Judge dismisses racketeering and defamation suit filed by Power & Light District’s owner
08/28/2014 12:34 PM
08/28/2014 7:50 PM
A Kansas federal judge has dismissed a racketeering and defamation suit that the Power & Light District’s owner filed against a law firm and two attorneys.
The law firm, Dickens Law LLC, has filed a suit in a different court, alleging that the Cordish Companies employed “rabbits” to initiate fights with African-American patrons to discourage them from coming to the district.
Cordish has denied that it did any such thing.
In its federal suit, Cordish alleged that the law firm and attorneys Linda Dickens and Austin Johnston engaged in a racketeering enterprise when they threatened to expose the alleged “rabbit” scheme to the public.
According to the suit, the attorneys pressed for a settlement for a fired bar manager who alleged that he had been ordered to employ a Caucasian male “for the sole purpose of initiating altercations with African-American patrons.”
The Cordish suit also included a defamation claim for statements Dickens made to reporters in March.
U.S. District Judge John Lungstrum dismissed the suit, noting that Cordish’s allegations did not describe “the type of long-term criminal activity” at which the federal racketeering statute was aimed.
Lungstrum also noted that dismissal was appropriate because Cordish’s allegations against the lawyers and the law firm described only the “legitimate acts” of attorneys “acting on behalf of a client in the course of pending litigation.”
With the main racketeering claims dismissed, Lungstrum declined to hear the defamation claim.
Lawyer David Larson, who represented Dickens Law and the attorneys, said he and his clients were happy with the order.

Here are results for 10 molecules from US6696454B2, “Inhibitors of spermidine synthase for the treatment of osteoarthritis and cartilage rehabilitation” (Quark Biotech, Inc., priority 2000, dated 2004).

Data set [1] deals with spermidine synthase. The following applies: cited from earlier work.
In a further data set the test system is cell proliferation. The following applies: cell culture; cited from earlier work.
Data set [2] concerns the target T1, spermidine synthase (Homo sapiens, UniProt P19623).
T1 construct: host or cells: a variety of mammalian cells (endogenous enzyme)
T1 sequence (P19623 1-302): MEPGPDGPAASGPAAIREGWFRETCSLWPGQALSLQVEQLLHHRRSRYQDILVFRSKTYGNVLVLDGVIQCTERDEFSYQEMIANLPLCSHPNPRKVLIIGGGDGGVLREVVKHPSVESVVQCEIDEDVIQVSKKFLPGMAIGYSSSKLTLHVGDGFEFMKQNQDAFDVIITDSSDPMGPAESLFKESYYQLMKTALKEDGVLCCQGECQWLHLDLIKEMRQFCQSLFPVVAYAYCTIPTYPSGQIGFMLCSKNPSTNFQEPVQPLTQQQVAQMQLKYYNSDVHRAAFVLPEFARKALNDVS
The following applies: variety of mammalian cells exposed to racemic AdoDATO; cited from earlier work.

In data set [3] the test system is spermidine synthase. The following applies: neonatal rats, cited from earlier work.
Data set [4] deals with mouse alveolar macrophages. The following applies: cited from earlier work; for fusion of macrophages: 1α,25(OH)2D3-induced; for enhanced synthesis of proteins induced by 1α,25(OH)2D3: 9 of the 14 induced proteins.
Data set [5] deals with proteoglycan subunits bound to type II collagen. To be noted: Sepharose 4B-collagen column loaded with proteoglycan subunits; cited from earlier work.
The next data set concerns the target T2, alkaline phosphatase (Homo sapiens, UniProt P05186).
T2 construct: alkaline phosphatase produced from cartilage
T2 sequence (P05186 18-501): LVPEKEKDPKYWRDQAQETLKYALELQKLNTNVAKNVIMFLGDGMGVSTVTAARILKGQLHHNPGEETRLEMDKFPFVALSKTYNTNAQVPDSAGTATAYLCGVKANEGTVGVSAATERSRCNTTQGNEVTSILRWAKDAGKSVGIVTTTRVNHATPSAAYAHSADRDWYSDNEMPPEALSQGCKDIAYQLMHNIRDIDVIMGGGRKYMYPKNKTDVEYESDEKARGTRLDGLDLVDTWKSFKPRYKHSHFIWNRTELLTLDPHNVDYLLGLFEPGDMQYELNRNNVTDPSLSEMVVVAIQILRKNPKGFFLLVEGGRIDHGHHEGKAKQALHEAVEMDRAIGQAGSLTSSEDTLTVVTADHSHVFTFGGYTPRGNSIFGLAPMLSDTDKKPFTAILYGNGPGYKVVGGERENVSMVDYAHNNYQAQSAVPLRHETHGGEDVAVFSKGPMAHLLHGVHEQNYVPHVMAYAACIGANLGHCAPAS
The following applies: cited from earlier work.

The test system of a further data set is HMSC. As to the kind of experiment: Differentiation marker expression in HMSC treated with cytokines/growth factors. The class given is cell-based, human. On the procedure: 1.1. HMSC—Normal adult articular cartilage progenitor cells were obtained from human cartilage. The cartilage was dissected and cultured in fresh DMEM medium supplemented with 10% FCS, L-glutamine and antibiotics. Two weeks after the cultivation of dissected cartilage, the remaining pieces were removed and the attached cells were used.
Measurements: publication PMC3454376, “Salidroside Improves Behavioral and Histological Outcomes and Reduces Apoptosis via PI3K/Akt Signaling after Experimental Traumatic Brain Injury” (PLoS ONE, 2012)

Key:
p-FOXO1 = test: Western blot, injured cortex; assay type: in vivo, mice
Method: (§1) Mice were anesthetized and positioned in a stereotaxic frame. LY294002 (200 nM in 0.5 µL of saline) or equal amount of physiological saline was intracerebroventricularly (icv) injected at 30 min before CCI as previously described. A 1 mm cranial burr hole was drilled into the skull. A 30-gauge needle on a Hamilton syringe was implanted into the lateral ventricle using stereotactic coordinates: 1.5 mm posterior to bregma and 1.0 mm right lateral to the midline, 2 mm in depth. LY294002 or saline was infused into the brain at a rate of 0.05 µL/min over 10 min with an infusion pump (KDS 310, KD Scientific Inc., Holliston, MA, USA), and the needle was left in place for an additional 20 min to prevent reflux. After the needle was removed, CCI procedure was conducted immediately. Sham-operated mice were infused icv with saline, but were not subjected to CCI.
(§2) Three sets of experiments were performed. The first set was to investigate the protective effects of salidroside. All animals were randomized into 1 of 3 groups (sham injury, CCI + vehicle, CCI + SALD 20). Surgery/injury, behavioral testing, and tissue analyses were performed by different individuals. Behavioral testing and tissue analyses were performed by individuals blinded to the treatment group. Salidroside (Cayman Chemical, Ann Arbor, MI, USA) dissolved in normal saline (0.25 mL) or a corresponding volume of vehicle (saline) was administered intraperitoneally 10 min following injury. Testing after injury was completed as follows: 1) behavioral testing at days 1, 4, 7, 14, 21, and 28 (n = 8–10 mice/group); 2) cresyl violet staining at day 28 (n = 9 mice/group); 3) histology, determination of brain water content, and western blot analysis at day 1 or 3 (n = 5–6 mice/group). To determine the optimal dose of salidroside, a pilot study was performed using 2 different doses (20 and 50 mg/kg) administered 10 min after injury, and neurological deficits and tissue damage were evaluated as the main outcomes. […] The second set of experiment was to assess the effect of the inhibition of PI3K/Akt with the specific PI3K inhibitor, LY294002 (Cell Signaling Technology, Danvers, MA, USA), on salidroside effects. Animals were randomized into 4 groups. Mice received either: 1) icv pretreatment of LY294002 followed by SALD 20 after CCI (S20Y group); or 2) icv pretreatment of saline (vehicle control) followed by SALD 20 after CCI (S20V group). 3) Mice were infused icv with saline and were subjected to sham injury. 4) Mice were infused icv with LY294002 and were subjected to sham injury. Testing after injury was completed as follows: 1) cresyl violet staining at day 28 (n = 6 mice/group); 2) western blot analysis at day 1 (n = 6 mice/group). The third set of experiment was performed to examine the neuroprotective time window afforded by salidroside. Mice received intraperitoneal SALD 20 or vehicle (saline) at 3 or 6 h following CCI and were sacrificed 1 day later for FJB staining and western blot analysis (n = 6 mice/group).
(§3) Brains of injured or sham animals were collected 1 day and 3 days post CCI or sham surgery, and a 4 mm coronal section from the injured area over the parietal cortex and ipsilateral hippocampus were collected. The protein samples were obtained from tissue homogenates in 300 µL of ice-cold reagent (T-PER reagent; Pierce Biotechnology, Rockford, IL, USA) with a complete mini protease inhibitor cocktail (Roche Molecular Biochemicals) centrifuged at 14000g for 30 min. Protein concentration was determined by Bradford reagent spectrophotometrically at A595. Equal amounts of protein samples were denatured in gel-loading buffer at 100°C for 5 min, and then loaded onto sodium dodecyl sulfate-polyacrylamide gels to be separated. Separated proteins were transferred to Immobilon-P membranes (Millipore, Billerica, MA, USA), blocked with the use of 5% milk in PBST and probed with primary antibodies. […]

“We believe it was the correct ruling, and we’re pleased the court agreed with our analysis,” he said.
Lawyers representing Cordish could not be reached for comment.
Two other legal actions involving Cordish remain active.
A suit filed in late February in Jackson County Circuit Court by the fired bar owner, Glen Cusimano, alleged that Cordish and others deliberately created disturbances to eject black patrons from the district.
That suit moved to federal court in Kansas City in May and has not been set for trial.
A class action lawsuit brought on behalf of African-Americans who claimed to have experienced racial discrimination in the district has been set for trial in August 2015.
In an order Tuesday, U.S. District Judge Ortrie Smith dismissed one of the two civil rights counts in the suit, noting that it was “redundant” to the second count. Smith also ruled that he would not have jurisdiction for that type of claim until the plaintiffs had notified the Missouri Commission on Civil Rights.
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